Temporal data are studied both to interpret a phenomenon, identify the components of a trend, cyclicality, or seasonality, and to predict its future values.

That said, before working on designing and testing forecasting models, it is important to understand the basic steps of temporal data analysis. In particular, the following:

  • Trend analysis to determine if it is linear or not, as most models require this information as input.
  • Outlier detection to understand how to spot and manage outliers.
  • Stationary testing to know whether the time series can be assumed to be stationary or not, making stationary time data easier to predict.
  • Seasonality analysis to determine the best seasonal parameter to use in future modeling (weekly seasonality if it fluctuates every 7 days, monthly if it fluctuates every 30 days, etc.).

Selecting the Right Data

Feature selection is one of the first major steps when performing any artificial intelligence task. A feature in the case of a dataset simply means a column. When we get a dataset, not all columns (features) necessarily have an impact on the output variable. If we add these irrelevant features into the model, it will only make the model worse. This gives rise to the need to do feature selection.

With time series data, feature selection can be done in several ways, but there are 3 principal methods:

  1. Filtering Method
  2. Packing Method
  3. Integrated Method

Filtering Method

As the name suggests, this method consists of filtering and keeping only the subset of relevant features. Filtering can be done using a correlation matrix. In fact, it is most often done using the Pearson correlation, which measures the degree of linear correlation with the features.

Packing Method

This method requires a machine learning algorithm and uses its performance as an evaluation criterion. This means feeding features to the learning algorithm, and based on the performance of the model, adding/removing features. This is an iterative and computationally expensive process, but it is more accurate than the filtering method.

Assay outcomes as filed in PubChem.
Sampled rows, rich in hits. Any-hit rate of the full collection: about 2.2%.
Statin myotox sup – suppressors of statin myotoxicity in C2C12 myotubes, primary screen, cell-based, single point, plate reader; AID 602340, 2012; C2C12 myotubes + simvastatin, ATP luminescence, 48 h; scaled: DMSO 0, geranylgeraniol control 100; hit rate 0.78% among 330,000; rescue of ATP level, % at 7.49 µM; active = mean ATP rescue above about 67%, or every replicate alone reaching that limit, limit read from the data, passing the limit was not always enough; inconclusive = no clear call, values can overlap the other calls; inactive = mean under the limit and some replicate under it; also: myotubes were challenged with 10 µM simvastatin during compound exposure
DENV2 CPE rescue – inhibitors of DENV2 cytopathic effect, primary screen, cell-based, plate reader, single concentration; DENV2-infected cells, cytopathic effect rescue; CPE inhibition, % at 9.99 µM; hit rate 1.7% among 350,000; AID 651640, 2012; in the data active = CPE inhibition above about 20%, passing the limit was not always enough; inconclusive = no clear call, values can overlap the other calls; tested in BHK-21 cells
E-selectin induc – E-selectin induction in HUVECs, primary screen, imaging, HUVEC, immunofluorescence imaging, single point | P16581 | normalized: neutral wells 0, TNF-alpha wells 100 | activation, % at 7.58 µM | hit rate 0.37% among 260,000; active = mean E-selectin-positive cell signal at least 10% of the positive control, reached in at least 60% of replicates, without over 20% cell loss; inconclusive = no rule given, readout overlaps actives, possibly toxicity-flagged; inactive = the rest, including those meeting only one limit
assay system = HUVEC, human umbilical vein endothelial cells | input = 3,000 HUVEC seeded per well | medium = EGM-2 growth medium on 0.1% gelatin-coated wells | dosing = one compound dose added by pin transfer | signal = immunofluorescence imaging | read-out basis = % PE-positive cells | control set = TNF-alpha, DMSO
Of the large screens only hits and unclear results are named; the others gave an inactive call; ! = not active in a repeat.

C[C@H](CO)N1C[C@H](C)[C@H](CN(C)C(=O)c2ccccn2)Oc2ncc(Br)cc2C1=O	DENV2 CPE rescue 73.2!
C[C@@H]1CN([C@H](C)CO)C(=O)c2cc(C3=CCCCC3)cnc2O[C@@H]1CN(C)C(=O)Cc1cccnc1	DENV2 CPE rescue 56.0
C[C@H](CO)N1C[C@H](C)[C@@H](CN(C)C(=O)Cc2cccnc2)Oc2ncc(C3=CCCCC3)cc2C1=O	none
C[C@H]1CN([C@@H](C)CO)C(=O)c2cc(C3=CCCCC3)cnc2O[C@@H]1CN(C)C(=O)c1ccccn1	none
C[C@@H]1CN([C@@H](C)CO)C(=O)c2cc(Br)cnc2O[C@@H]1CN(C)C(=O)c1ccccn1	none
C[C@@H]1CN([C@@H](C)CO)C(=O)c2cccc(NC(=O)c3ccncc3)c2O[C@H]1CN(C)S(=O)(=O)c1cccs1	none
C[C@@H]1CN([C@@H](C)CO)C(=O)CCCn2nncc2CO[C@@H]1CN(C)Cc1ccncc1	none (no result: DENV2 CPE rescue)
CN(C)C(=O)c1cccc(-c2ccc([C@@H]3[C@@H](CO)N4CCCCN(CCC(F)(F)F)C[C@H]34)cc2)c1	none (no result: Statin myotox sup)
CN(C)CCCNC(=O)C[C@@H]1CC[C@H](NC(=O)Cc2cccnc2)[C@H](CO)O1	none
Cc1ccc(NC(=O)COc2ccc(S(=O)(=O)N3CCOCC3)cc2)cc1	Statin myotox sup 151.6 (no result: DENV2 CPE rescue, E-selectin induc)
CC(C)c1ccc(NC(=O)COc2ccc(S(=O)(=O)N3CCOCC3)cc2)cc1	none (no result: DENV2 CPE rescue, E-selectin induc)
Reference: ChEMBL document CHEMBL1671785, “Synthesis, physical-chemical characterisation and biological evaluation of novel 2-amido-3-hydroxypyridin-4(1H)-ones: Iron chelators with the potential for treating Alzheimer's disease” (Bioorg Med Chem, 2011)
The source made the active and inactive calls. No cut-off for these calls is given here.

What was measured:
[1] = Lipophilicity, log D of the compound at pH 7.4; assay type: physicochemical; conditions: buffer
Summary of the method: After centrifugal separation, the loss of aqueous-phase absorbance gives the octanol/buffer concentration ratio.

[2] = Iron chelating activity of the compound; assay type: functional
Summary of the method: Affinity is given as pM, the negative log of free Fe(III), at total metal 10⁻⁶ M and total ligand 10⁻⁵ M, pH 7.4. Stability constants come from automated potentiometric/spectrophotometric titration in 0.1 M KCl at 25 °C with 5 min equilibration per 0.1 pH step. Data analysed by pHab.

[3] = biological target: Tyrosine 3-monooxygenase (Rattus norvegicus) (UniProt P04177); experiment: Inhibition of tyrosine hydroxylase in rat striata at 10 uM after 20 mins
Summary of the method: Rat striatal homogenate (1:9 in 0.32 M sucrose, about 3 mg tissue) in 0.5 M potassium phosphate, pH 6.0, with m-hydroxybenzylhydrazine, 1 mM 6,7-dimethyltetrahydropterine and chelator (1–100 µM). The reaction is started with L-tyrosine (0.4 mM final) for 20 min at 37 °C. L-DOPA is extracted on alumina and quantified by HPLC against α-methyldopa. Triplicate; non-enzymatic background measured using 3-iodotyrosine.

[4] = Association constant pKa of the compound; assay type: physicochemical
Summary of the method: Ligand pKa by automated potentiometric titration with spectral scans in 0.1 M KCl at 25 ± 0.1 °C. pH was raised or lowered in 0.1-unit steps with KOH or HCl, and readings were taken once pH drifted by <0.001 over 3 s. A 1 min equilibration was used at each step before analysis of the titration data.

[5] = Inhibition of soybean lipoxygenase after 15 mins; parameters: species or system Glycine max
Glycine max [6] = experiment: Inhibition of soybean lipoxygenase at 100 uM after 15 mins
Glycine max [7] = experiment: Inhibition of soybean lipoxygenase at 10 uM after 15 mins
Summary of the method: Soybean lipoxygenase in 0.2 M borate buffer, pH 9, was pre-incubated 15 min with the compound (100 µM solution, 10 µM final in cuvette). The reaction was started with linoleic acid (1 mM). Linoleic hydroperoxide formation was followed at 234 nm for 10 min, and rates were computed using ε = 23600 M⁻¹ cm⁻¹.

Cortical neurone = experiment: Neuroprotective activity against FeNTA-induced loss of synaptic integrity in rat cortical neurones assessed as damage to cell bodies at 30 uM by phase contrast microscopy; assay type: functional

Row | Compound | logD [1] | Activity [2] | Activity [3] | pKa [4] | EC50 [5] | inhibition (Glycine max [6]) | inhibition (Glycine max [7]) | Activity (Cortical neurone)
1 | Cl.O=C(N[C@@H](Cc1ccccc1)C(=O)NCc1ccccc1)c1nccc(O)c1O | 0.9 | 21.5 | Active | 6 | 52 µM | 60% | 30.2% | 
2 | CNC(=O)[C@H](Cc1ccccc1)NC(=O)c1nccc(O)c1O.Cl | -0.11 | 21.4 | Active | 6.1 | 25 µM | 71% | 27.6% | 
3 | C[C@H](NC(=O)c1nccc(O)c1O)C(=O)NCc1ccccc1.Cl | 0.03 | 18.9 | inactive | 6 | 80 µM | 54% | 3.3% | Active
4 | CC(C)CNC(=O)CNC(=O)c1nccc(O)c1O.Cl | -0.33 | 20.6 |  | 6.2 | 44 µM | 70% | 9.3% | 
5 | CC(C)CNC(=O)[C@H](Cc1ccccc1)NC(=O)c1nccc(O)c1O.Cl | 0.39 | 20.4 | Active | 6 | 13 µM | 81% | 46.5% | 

There are different packing methods such as backward elimination, forward selection, bi-directional elimination, or the Recursive Feature Elimination (RFE) method.

Integrated Method

Integrated methods also require a machine learning algorithm. These methods are iterative and allow each iteration of the model training process to carefully extract the features that contribute the most to the training for a particular iteration. Regularization methods are the most commonly used integrated methods that penalize a feature based on a coefficient threshold, such as Lasso regularization.


We are now familiar with various methods and approaches to time series analysis. Unfortunately, or perhaps fortunately, there is no quick fix for preparing and analyzing data before the key modeling step. The methods developed in recent years are still popular today.

Historical data is only the starting point for the learning process, which is why the application of AI to temporal data analysis is one of the most exciting recent innovations. With 5G and IoT, a wealth of data is about to be unlocked across the globe, and with AI applied to these types of data, significant benefits can be realized across all sorts of enterprise verticals and for all types of use.

In the second part of this article, we will discuss the different models of artificial intelligence adapted to time series, review each model, and detail their differences and their application areas.